Duct papillomas can be solitary or multiple. These lesions can present in isolation but are often noted in association with other benign breast pathology.
Although papillary lesions are histologically similar, there are different subtypes in terms of clinical characteristics and associated risk of subsequent carcinoma.
Solitary Intraductal Papilloma
Solitary intraductal papilloma is a benign lesion arising in a single central duct.
A classical symptom is spontaneous nipple discharge, which can be serous or blood stained. The discharge emanates from a single duct, and pressure over the duct at the margin of the areola usually produces copious discharge. There may be an underlying palpable mass that may represent the papilloma itself or a dilated duct proximal to the papilloma.
Unless the papilloma is large and the breast of predominantly fatty density, papillomas are usually not visualized mammographically. The objective of the mammogram is to rule out underlying malignancy.
As with mammography, papillomas are not diagnosed reliably with ultrasound. Occasionally, they appear as a solid nodule within a fluid-filled duct.
Galactography involves the taking of mammograms following the injection of contrast into a discharging duct. A galactogram reveals an intraductal papilloma as a filling defect either partially or totally occluding a duct. In addition, a galactogram distinguishes between troublesome discharge due to a papilloma and that due to duct ectasia. In our unit, both conditions are treated with surgical excision. The undertaking of a galactogram does not change patient management; therefore, it is not performed preoperatively.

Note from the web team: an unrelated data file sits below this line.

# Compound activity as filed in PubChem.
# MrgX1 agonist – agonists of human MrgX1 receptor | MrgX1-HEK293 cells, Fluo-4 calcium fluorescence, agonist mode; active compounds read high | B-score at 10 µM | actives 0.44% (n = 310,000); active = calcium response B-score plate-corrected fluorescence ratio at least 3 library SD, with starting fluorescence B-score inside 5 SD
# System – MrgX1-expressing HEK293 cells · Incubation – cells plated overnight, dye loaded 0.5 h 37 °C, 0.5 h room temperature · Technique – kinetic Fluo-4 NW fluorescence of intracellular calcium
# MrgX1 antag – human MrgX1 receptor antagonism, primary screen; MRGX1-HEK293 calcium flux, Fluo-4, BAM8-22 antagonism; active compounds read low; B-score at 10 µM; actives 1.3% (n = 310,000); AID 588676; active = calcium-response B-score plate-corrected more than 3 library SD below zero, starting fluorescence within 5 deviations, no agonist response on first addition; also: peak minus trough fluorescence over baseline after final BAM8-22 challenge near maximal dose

Galactography does not reliably distinguish between a benign intraduct papilloma and a carcinoma.
Cytologic smears of the nipple discharge may be helpful occasionally in distinguishing between benign intraductal papilloma and a papillary carcinoma.
In the majority of cases, no gross abnormality is seen. This is consistent with the small size (<3 mm) of the majority of these lesions. Larger papillomas are evident as pink or deep-red velvety lesions within a dilated duct.
Characteristically, these lesions have an arboriform structure containing a central fibrovascular core that is covered by an inner myoepithelial and an outer or luminal epithelial layer. The epithelium may show the usual type hyperplasia, apocrine metaplasia and, occasionally, squamous metaplasia. Sclerosis of the fibrovascular core and partial or complete obliteration of the duct lumen may be seen. When these latter changes are present, the lesion is termed a ductal adenoma.
Surgical treatment consists of offending duct excision through a circumareolar incision. Since the natural history of a solitary intraductal papilloma is that of an isolated benign lesion associated with little risk of subsequent carcinoma, no further follow-up is necessary.
A.D. Purushotham, P. Britton and L. Bobrow
A prospective study of benign breast disease and the risk of breast cancer. JAMA 2002